The model predicts that the cost of enforcement increases the price of commercial sex. As the price of sex increases, demand decreases and the overall number of clients decreases. The effect of enforcement on disease works through the increase in prices, as fewer clients implies less disease. In addition to the price effect, increased enforcement decreases the returns of one sector relative to another. For example, increased street enforcement encourages street sex workers into the less risky brothel sector, improving overall public health. However, increased brothel enforcement could encourage non-compliant brothel sex workers into the street sector, exacerbating public health problems.
We test the predictions of the model and find that an additional police visit in the street increases the price of non-condom sex by ten percent and decreases the number of clients. In addition, sex workers are significantly less likely to join the street sector for an increase in street enforcement. These results explain the 8 percent decrease in overall disease for a given increase in street enforcement. In the unlicensed brothel sector, however, prices do not significantly increase with enforcement. In addition, simulations show that non-compliant sex workers who leave the brothel sector switch to the street sector, resulting in potentially worse public health outcomes. The findings of this paper indicate that the efficacy of regulation does not result from stricter enforcement in the brothel sector but rather from clamping down on the street sector. To minimize perverse effects of regulation, enforcement should account for the underlying characteristics of the sex market and be concentrated in the sector which is marked by lower condom use and higher STI prevalence.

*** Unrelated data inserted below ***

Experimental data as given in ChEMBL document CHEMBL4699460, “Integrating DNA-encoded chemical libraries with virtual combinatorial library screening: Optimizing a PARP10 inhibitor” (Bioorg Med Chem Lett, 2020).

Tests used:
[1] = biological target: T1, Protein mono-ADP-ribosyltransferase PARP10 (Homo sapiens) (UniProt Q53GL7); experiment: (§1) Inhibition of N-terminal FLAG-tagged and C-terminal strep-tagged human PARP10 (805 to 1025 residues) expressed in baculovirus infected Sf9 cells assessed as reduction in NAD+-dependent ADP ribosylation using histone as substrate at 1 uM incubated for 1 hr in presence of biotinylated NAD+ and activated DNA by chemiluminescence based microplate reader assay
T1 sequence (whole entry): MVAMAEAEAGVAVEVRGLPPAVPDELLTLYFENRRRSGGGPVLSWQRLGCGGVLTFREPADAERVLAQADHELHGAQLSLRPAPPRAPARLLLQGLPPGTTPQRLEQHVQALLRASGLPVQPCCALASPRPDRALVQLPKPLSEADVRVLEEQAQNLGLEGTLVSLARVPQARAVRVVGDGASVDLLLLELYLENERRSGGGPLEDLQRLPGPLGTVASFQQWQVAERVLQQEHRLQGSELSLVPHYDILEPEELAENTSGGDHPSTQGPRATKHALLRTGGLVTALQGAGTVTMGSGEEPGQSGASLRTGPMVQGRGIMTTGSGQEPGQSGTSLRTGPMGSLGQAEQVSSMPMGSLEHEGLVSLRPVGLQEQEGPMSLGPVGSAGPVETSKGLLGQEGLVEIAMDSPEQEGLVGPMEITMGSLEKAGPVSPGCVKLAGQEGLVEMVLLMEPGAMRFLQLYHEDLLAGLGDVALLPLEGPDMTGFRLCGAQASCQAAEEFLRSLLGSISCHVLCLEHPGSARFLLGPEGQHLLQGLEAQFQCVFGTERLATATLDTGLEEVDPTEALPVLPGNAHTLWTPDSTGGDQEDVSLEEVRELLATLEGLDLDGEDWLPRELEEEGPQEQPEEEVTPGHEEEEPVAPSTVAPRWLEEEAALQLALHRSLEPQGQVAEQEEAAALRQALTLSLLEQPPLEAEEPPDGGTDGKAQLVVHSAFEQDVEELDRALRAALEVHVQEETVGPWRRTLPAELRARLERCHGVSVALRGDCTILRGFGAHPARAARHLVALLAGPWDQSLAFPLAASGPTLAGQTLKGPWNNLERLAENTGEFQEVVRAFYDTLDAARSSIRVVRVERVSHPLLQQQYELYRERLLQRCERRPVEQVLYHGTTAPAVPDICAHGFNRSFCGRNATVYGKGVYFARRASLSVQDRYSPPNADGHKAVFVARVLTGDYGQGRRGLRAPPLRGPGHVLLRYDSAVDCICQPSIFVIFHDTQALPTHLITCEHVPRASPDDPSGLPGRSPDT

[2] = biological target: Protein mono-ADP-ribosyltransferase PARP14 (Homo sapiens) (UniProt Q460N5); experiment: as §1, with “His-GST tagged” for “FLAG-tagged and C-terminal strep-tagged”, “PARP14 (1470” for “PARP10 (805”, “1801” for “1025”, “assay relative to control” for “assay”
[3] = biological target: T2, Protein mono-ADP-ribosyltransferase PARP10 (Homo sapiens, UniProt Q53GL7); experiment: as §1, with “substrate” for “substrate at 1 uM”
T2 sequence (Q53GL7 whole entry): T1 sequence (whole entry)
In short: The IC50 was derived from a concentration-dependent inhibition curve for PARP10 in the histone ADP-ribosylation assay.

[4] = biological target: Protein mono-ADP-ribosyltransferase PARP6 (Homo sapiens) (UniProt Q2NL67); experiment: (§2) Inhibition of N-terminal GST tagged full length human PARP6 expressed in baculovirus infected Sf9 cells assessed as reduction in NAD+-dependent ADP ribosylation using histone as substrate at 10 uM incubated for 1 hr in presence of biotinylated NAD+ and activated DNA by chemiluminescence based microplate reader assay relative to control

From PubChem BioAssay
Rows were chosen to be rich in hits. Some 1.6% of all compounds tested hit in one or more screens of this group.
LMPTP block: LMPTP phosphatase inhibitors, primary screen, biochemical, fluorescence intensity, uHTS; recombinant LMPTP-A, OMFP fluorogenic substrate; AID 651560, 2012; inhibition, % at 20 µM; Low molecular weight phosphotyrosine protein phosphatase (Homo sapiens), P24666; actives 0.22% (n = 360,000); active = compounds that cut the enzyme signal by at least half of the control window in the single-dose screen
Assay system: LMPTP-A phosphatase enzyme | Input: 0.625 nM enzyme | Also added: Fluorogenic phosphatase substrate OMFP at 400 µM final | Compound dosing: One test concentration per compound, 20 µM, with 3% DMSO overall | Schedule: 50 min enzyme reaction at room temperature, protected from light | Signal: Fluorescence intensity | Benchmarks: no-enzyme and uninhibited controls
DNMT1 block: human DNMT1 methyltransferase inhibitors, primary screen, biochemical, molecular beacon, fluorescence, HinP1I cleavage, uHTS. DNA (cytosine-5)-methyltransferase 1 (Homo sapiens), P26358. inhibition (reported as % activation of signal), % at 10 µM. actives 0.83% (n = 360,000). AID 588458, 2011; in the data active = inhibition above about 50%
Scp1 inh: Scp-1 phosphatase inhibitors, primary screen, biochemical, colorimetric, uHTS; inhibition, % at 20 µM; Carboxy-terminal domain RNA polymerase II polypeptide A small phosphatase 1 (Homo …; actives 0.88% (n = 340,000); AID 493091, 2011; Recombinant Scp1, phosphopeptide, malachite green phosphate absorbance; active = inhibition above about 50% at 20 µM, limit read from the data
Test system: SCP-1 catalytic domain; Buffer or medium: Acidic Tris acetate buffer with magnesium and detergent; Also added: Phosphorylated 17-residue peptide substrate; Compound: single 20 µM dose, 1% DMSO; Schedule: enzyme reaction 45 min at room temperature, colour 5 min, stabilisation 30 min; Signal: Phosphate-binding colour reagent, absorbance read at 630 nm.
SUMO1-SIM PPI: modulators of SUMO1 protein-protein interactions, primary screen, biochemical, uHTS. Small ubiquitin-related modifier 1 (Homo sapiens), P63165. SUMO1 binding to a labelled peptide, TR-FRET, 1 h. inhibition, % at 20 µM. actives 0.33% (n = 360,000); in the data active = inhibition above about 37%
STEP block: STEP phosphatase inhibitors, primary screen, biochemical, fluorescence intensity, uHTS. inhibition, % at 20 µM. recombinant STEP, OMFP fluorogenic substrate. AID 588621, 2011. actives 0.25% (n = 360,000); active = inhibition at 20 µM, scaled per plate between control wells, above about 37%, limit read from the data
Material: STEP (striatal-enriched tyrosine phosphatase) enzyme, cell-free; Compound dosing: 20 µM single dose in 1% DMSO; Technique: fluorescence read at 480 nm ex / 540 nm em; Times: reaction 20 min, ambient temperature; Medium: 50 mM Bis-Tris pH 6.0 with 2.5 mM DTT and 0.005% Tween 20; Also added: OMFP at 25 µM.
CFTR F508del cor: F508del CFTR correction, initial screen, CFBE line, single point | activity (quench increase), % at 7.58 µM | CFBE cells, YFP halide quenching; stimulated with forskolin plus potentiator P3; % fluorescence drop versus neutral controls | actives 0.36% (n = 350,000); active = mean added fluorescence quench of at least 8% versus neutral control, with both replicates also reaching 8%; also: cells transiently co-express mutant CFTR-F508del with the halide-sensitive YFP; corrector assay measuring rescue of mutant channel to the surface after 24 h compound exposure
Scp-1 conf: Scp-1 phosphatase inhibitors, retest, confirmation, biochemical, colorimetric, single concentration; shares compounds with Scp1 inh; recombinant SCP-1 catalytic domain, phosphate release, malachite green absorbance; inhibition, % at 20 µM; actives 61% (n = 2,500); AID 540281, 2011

Discussant: Emily Oster, University of Chicago
“In Da Club: An Econometric Analysis of Strip Club Patrons” Taggert J. Brooks, University of Wisconsin – La Crosse
Conservative estimates from the National Health and Social Life Survey